People who suffer from mental illness are more than just the "sad" or "anti-social" stereotypes. There is no face of mental illness -- your friend might be depressed, a parent or even yourself.
In honor of Mental Illness Awareness Week, MTV News is highlighting what mental illness really looks like for teens and young adults, including what they wish people knew and how they got through tough times. Share your story by emailing email@example.com and let's #changetheconversation.
By Victoria, 18
I have suffered from severe social anxiety (S.A.D.) my whole life and I want to share my story.
I have an older sister, Rebecca, and a twin sister, Lizzie, and we live with our parents. When my twin sister and I were born, I was always dependent on her. She was the only person I would "talk" to. I wouldn't even communicate with my parents. If I needed a diaper change or juice, I would look at her and she would just know what I needed and she would go and tell my mother.
Growing up was hard. I was never good at making friends. When I was younger, my friends were Lizzie's friends. We were in Girl Scouts when we were younger and I was always to scared to sell cookies because I didn't want to go door to door to ask people to buy them. I wouldn't even walk up to the door with her to ask -- I stood in the street and waited.
I was a gymnast when I was a kid and I didn't really make friends. I was really good at gymnastics and I was offered to go competition level, but I didn't because of my anxiety. When I hit middle school, life got even more lonely. Lizzie was always outgoing and friendly and she had lots of friends. The majority of my middle school years were spent in my room when I wasn't actually at school. I remember how if I got scared of doing a project and having to present in front of the class, I would pretend to be sick so I didn't have to. I was always very quiet in middle school and I still have the paper from when one of my teachers made the class write nice things about each other. Most of the comments on mine were that I was "quiet."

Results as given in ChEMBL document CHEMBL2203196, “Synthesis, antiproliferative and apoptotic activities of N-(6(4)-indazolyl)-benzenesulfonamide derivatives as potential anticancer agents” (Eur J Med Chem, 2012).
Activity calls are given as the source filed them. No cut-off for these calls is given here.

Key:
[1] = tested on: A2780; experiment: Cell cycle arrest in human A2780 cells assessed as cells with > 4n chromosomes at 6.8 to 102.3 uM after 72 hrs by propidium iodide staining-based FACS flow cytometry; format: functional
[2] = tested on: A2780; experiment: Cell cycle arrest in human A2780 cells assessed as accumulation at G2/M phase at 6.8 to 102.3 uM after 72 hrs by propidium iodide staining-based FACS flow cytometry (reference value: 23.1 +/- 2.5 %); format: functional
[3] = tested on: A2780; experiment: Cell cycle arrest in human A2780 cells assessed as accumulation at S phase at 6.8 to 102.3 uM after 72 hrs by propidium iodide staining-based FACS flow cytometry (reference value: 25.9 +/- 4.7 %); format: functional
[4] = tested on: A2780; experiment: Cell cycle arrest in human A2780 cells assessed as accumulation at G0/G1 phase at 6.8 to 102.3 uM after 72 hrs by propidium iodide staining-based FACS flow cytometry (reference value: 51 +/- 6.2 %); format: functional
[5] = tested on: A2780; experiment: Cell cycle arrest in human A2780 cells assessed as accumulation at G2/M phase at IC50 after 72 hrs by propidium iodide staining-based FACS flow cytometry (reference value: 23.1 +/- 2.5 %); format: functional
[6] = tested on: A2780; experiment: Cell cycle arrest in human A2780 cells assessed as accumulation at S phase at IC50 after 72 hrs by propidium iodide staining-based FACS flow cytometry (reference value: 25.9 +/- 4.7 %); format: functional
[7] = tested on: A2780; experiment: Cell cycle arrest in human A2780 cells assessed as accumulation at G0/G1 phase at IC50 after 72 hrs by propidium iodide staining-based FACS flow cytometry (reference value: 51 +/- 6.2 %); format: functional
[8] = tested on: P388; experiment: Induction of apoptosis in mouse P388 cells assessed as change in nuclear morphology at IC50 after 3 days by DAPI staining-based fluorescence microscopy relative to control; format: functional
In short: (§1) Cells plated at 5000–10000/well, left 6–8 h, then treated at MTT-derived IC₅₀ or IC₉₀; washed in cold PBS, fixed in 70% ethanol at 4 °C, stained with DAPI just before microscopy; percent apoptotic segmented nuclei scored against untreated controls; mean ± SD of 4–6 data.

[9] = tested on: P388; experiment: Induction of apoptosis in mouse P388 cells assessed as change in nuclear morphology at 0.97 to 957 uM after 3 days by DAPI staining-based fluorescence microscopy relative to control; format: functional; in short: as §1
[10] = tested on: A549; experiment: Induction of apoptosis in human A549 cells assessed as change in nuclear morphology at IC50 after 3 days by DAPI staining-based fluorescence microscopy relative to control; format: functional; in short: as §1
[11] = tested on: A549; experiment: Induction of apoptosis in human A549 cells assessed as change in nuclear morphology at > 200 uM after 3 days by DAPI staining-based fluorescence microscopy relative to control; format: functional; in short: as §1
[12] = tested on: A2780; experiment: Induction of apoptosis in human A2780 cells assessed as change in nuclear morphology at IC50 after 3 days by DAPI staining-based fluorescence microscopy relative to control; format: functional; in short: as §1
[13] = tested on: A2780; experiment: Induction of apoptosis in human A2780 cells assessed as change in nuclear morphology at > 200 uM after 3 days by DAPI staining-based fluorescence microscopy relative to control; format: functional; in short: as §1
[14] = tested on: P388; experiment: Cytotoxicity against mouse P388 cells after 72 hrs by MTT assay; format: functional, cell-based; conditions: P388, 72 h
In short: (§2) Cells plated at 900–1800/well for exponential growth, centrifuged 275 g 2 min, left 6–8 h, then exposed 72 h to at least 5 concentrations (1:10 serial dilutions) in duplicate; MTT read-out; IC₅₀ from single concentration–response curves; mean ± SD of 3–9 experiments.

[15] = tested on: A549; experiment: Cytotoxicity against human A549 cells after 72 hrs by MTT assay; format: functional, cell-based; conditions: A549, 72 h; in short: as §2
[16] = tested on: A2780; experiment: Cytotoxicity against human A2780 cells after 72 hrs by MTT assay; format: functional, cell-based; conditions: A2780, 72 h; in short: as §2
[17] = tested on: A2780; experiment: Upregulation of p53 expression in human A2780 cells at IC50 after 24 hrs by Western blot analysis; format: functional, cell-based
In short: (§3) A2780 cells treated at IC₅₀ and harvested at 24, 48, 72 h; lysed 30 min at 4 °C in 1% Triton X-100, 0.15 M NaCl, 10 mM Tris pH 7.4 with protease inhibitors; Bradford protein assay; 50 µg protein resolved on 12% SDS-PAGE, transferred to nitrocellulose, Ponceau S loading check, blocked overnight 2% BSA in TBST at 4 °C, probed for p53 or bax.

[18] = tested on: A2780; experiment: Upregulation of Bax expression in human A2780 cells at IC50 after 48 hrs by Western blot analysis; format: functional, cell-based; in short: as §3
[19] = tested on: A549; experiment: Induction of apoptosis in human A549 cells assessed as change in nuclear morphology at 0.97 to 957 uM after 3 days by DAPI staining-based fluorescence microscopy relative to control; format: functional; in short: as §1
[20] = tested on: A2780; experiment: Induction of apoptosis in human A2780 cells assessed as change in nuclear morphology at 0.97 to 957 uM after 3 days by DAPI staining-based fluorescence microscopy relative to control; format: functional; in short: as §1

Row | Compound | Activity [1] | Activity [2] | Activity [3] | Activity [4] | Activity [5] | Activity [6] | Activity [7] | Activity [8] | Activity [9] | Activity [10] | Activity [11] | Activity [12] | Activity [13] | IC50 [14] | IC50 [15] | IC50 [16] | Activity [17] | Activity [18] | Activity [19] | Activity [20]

When I got into high school, my nightmares became a reality. I went into my freshman year being the girl who still hasn't ever had her first kiss or first relationship. There was a boy a grade above me who liked me and when he tried to kiss me, I called my mom to come get me. He never talked to me again.
My first boyfriend was a drug addict and alcoholic. After that relationship, things became really bad. I kept dating boys who were abusive because I didn't think I deserved better. My anxiety got so out of control that by the time I was 14 or 15, I had to be hospitalized because I was suicidal. I was self-harming, and I almost tore my family apart. Being that young and trying to find medication to help was hard. Pretty much every therapist I went to -- and I went to many therapists -- refused to help me because none of them helped minors with severe social anxiety. I was constantly bullied. People in school would make rumors about me and they would bully me in school, but the principal never did anything about it.
I had so many people on social media telling me to kill myself because I was worthless, no one liked me, that I was too psychotic and no one wanted me around that it got to the point that I tried to kill myself multiple times. I put my family through complete hell but they never gave up on me. I finally got the help I needed from my doctor. I've been on my medication for two years now and it's helped a lot.
The scary thing about having a mental disorder is the fact that I am so dependent on my medicine that when I don't take it, life isn't happy. I graduated high school this year and I dedicated my senior project to bringing more attention to brain and mental disorders because it doesn't get the attention it needs. Everyone assumes that people who suffer from a brain or mental disorder can just get rid of it and make it go away like it's that easy. But it's not.
My life has been so dark for so long and I've finally gotten into the light. All I want to do with my life is dedicate my time to helping those who suffer like I do and also to those who are less fortunate then I am. The best feeling in this world is being able to help others going through rough times and being able to make a difference in their lives.
I want to be a spokesperson for those who are like me. I want to help those who are wounded. I want to tell each and every one that they are absolutely beautiful and amazing. I want to help everyone love themselves for who they are because there is no one else in this world like them and that they are so important and so loved.
I believe we can change this world and make it better. I will dedicate my life to making sure everyone knows they are loved by someone, even if that only someone is me.
These are personal stories and only reflect the experiences of the individuals sharing them.
If you or someone you know is dealing with mental illness, there are ways to get help. Find resources, tips, and immediate help at Half of Us, or call the National Suicide Prevention Lifeline at 1-800-273-TALK.